iRobot's latest line of 900-series Roomba vacuums use simultaneous localization and mapping (SLAM) technology to map rooms while they clean, memorizing room layout and the location of furniture. Angle believes that mapping data collected by the Roomba could be used to make other in-home smart devices like lighting, thermostats, and security cameras smarter.
"There's an entire ecosystem of things and services that the smart home can deliver once you have a rich map of the home that the user has allowed to be shared," said Angle.
Guy Hoffman, a robotics professor at Cornell University, told Reuters that the kind of spatial mapping technology iRobot can deliver has the potential to be a "major breakthrough" for smart homes.
Right now, smart home devices operate "like a tourist in New York who never leaves the subway," said Hoffman. "There is some information about the city, but the tourist is missing a lot of context for what's happening outside of the stations."Angle believes that iRobot could reach a deal to sell its maps data to "one or more" of the "Big Three" (Amazon, Apple, and Google) in the next couple of years, but cheaper technology from competing companies and privacy concerns could potentially halt the company's plans. Angle says iRobot will not sell room data without customer permission, but he believes most people will give consent to access smart home functions.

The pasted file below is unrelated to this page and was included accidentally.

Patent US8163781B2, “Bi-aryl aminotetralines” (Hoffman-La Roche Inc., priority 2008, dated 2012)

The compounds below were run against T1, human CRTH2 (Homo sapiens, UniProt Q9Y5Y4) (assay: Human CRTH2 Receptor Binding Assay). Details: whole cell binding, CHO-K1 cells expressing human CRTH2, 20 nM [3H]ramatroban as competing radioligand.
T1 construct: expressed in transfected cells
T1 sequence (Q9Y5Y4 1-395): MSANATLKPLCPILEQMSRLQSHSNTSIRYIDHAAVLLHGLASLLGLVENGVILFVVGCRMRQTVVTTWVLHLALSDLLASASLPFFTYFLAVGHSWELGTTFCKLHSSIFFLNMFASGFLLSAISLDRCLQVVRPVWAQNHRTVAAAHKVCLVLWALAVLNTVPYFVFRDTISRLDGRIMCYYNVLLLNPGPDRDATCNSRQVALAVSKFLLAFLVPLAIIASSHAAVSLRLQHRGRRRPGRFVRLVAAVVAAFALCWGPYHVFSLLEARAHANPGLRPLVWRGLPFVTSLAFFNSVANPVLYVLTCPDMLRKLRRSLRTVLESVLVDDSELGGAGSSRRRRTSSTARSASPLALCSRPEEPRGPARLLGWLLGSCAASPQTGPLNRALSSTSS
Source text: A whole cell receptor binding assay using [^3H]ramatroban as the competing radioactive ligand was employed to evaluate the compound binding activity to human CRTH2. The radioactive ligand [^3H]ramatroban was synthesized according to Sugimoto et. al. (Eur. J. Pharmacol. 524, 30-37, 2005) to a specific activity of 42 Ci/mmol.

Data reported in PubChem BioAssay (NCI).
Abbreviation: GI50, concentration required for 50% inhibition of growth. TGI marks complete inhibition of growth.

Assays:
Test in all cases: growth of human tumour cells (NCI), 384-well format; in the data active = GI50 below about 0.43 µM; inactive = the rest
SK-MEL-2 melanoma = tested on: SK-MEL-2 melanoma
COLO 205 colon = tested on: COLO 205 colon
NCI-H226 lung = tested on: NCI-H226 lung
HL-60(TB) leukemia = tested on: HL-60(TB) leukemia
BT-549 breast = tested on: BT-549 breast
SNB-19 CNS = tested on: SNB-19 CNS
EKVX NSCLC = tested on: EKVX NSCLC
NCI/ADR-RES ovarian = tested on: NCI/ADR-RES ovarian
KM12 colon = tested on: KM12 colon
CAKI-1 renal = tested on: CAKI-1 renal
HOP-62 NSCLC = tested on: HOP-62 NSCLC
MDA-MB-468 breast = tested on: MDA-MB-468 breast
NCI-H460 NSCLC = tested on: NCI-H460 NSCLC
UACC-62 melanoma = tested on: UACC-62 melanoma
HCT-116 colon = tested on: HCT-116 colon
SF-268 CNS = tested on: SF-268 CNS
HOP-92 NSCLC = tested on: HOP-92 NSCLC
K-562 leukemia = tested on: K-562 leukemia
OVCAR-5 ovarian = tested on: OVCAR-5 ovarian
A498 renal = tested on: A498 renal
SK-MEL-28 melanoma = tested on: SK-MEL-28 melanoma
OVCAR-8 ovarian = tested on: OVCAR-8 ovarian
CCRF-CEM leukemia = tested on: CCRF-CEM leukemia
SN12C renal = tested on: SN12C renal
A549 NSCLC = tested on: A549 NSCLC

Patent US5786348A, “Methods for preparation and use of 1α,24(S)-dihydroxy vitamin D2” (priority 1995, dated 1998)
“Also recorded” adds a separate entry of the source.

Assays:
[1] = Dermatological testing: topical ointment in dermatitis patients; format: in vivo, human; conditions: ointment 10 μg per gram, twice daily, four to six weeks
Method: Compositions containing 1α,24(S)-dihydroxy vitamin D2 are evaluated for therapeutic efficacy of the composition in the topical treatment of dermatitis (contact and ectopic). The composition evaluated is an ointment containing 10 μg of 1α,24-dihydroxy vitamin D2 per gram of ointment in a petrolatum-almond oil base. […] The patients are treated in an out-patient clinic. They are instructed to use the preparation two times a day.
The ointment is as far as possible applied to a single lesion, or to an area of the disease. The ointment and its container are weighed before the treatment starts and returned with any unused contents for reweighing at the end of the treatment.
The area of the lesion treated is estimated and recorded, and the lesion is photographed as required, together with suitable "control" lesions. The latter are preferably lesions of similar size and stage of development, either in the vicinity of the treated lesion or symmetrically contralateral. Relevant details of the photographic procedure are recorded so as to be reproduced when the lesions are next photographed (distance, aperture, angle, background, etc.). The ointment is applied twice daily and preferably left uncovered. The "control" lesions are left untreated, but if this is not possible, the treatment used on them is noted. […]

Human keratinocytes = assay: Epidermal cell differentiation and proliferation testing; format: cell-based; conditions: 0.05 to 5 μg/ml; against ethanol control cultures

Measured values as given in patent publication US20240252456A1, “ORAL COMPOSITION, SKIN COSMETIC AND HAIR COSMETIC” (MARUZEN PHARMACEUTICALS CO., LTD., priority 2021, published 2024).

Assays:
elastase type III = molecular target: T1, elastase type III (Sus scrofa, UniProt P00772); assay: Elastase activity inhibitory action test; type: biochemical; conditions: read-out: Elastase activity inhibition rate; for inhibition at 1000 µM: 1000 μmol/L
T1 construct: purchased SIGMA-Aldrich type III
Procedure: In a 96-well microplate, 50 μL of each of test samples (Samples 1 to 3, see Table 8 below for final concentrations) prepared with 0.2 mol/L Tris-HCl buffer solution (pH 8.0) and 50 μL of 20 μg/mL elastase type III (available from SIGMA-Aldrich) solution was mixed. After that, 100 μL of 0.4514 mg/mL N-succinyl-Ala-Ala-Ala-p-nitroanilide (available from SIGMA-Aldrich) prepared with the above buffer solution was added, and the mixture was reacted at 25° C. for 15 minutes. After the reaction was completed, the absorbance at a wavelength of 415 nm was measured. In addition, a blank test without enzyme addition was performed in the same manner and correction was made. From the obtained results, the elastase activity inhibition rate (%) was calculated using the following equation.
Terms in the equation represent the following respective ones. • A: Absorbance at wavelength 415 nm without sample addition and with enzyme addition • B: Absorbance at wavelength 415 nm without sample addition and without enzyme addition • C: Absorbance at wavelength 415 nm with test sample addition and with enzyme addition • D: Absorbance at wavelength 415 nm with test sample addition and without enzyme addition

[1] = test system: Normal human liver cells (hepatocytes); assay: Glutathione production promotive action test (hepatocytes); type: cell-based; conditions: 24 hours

Indoor home mapping has the potential to be valuable to companies like Apple, especially with Apple poised to release its augmented reality platform with iOS 11, but it's unclear if Apple would be interested in or need such data. Functionality built into Apple's own upcoming devices like the iPhone 8 could potentially allow for in-home maps that could bolster smart home devices if rumors of enhanced augmented reality features are true.